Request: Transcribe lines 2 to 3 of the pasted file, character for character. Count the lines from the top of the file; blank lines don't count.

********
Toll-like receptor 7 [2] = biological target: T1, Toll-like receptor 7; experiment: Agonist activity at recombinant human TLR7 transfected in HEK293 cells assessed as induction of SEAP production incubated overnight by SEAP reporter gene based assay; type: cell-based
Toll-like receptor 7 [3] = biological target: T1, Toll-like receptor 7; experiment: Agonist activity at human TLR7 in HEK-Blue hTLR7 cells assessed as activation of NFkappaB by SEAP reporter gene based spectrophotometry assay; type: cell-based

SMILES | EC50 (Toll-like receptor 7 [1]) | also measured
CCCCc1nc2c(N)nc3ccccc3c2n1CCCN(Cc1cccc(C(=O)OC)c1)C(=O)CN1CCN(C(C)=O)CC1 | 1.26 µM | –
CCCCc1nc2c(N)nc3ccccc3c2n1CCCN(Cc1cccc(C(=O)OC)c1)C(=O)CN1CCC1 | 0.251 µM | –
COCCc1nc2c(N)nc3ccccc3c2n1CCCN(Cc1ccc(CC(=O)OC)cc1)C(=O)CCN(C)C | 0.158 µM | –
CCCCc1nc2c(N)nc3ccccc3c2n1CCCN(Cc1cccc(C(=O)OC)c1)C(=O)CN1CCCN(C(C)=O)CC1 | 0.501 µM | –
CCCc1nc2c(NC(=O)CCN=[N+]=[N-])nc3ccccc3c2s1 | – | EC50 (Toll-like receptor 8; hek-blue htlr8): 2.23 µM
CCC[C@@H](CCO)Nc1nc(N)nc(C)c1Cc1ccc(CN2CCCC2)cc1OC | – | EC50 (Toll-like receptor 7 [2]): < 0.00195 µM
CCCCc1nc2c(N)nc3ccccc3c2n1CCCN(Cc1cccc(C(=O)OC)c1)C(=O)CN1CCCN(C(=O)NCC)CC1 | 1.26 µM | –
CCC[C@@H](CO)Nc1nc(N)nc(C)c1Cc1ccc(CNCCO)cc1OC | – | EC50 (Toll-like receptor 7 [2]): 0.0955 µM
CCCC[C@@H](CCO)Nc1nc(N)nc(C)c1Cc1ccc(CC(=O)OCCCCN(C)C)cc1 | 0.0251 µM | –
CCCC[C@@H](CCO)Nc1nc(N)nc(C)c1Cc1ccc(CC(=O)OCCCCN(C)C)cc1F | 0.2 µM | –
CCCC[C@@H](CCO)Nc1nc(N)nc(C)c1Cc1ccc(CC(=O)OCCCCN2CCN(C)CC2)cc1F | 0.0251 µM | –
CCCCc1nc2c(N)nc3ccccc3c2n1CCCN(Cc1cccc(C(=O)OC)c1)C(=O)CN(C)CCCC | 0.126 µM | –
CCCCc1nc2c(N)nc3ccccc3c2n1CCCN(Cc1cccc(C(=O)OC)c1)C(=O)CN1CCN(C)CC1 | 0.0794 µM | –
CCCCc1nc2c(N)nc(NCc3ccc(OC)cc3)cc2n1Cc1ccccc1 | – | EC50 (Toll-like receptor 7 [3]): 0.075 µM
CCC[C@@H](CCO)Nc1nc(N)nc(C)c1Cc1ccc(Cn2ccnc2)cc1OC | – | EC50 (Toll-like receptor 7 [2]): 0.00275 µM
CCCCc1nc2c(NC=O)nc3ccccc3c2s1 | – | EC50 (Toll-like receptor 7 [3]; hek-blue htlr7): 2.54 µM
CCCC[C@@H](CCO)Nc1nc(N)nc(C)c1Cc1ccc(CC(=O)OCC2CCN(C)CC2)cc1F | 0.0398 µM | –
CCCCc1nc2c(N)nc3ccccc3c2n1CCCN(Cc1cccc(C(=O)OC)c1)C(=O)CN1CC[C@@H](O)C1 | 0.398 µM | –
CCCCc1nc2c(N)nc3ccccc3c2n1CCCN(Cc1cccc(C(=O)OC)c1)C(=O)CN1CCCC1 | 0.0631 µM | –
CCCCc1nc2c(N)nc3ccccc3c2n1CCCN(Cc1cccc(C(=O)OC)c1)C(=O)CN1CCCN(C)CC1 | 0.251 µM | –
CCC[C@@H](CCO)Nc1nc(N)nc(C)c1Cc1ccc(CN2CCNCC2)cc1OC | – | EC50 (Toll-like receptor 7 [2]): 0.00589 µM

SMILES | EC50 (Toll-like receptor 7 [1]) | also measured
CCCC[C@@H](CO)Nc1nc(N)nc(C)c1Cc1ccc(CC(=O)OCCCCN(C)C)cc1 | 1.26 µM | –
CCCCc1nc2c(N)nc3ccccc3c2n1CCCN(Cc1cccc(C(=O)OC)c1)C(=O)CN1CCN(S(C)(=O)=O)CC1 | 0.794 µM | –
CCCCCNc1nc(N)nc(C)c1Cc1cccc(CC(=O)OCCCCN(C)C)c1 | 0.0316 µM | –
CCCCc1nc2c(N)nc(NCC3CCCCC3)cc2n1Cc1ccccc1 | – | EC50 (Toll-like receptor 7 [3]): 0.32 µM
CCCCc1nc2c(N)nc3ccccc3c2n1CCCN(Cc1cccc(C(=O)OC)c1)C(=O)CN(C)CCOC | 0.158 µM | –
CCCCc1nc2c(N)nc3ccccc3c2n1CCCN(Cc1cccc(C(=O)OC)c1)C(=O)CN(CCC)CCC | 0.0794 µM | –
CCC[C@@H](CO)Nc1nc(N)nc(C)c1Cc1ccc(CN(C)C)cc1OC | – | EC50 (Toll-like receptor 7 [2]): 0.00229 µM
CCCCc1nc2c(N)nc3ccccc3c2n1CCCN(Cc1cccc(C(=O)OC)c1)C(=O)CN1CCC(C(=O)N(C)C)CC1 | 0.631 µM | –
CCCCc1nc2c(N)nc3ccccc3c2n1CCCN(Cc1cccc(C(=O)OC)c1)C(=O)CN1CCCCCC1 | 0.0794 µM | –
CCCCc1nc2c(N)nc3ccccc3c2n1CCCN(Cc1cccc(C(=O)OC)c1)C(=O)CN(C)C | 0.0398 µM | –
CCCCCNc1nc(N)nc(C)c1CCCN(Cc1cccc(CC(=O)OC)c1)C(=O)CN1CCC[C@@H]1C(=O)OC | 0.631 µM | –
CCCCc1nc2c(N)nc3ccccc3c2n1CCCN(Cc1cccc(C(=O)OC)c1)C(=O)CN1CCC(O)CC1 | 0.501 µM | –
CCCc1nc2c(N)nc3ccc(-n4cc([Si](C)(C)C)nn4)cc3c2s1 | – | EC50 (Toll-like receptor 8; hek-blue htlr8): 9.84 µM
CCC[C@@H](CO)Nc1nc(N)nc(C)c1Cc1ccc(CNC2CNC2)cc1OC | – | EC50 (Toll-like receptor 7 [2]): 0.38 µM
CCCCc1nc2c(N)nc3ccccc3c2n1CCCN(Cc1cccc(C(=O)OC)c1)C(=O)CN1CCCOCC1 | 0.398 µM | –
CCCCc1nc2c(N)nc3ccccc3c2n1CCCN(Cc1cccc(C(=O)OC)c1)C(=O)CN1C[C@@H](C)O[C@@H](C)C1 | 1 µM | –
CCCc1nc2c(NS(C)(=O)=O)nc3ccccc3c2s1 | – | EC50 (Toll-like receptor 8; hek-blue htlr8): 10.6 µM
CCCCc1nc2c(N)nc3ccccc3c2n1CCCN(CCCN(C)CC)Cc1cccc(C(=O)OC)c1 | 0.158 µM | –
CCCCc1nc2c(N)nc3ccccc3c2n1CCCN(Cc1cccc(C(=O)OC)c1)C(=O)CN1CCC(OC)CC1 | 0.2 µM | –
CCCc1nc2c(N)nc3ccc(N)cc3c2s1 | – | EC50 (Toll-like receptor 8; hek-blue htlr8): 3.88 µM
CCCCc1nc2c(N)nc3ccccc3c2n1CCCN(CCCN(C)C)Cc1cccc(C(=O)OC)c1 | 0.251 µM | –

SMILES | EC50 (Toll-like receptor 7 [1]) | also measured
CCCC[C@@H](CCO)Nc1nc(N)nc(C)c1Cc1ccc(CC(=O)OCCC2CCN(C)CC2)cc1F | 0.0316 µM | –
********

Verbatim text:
Toll-like receptor 7 [3] = biological target: T1, Toll-like receptor 7; experiment: Agonist activity at human TLR7 in HEK-Blue hTLR7 cells assessed as activation of NFkappaB by SEAP reporter gene based spectrophotometry assay; type: cell-based

SMILES | EC50 (Toll-like receptor 7 [1]) | also measured